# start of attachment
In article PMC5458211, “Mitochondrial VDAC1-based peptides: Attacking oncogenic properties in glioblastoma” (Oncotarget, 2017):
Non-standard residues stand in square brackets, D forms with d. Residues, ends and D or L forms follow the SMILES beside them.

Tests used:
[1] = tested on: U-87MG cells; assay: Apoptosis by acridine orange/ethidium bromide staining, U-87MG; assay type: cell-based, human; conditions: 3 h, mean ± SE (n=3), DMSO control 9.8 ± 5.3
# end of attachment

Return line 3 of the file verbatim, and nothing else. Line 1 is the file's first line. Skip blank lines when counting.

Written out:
Tests used: